Growing tax legislation

Tuesday, 01 December 2009

Tolley’s yellow tax handbooks for 2009-10 were published with the announcement that the size of tax legislation has doubled since 1997 and that we now have the most voluminous tax legislation in the whole world, finally surpassing India. I doubt that any of us thought that this was a cause for rejoicing, and in particular, not a cause for pride.

I am not altogether sure whether the actual legislation itself has doubled or whether this takes account of the fact that the yellow tax handbooks very helpfully include press releases, interpretations, extra statutory concessions (so far as they exist anymore after Wilkinson) but this is all at a time when legislation is meant to be written in more understandable English. The increase in the size of the tax legislation is not a creature of only the last twelve years. I wonder if the turning point was the 1965 Finance Act, which introduced capital gains tax and fundamentally reframed corporation tax.

What has changed recently is the reaction to the tension between what I can over simplify by referring to as the letter of the law, as against the spirit of the law. There is general acknowledgement that the subject should be entitled to know (and not just in tax law), whether an action that he takes is to be the subject of legislative intrusion. Cases consistently upheld the principle that you ignore what is said in Parliament or in Ministerial Statements and you start and finish at what the law actually says. If Parliament gets it wrong, then it has the privilege, denied to the Subject, of putting it right subsequently. For those of us who believe, deeply, that the changes in Finance Act 2006 about trusts were deeply misguided, and offensive, we have no chance of putting that right, even if those responsible regret what happened.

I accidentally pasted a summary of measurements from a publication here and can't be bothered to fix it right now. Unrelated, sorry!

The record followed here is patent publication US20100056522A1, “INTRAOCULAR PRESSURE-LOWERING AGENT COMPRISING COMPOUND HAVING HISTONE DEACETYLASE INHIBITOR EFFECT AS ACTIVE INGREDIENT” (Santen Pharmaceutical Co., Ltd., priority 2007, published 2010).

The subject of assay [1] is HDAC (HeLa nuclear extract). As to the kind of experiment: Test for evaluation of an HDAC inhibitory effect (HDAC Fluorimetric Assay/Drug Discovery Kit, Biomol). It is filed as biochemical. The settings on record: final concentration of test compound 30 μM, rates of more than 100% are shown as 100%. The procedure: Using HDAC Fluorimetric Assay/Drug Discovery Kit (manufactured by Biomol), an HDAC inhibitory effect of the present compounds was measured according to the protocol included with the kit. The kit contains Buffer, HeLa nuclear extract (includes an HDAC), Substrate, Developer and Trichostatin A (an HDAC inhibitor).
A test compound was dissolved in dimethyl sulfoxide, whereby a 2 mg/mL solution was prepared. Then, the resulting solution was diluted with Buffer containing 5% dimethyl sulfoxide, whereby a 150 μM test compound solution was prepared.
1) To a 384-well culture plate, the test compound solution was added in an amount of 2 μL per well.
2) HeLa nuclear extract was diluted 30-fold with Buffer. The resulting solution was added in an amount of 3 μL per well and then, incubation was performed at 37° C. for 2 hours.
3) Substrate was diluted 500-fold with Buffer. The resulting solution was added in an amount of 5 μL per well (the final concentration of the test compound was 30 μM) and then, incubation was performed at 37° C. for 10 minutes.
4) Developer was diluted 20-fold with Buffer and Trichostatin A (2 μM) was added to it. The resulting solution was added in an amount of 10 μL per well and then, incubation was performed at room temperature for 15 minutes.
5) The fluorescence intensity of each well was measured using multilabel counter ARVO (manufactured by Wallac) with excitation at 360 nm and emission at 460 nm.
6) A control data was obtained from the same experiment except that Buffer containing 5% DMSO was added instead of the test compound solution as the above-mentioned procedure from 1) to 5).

From the other side of the fence, one senses that HMRC resent those who use the words to deny what they see as being the spirit of the law. That actually works both ways. When Arctic Systems v Jones was decided, the Revenue felt that this was abusing what was intended in introducing separate taxation of husband and wife. But Treasury Ministers during the Finance Bill on the introduction of that change said that they understood that husbands and wives would marshal their assets and income to achieve the optimum tax result. If that was not what the law said, any change should be debated and approved by Parliament. It is much better if legislation is correct first time. Surprise initiatives by Ministers followed by unconsidered law have usually been unsatisfactory. How often do we reflect on the unintended consequences which float to the surface from an idea that looks politically attractive?

There is one other point about the ‘spirit of the law’ and I would draw your attention to an article in The Times for 16 September 2009 by Daniel Finklestein, where he comments on a book called ‘Going to Extremes.’ He quotes the author, Professor Cass Sunstein, as promoting the theory of group polarisation. The nutshell of the theory is that ‘groups go to extremes.’ More precisely, ‘members of a deliberating group usually end up at a more extreme position in the same general direction as their inclinations before deliberation began’.

I have sat in three recent meetings where we have bemoaned the myopia, self righteousness, intransigence and obstinacy of HMRC over their approach to tax law. You see, I am polarising there! Individually, I would have been much more moderate! However, it made me wonder, what happens in the Revenue committee rooms when the professional bodies are not there. Do they polarise attitudes which see the professional bodies as being self serving, obstinate, unrealistic and short-sighted?!

Given that backdrop, could it ever be justifiable to allow either of those groups to determine what is the spirit of any piece of legislation, which is a subjective test almost as illusory as that of ‘fairness’? Tax laws are never ‘fair’, but they should be certain. Let us take time to find a way to legislate better and not follow paths that will inevitably be much more unsatisfactory.

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Martyn Gowar

Martyn Gowar TEP is a Partner at McDermott Will & Emery UK LLP and an Editor of the STEP Journal.

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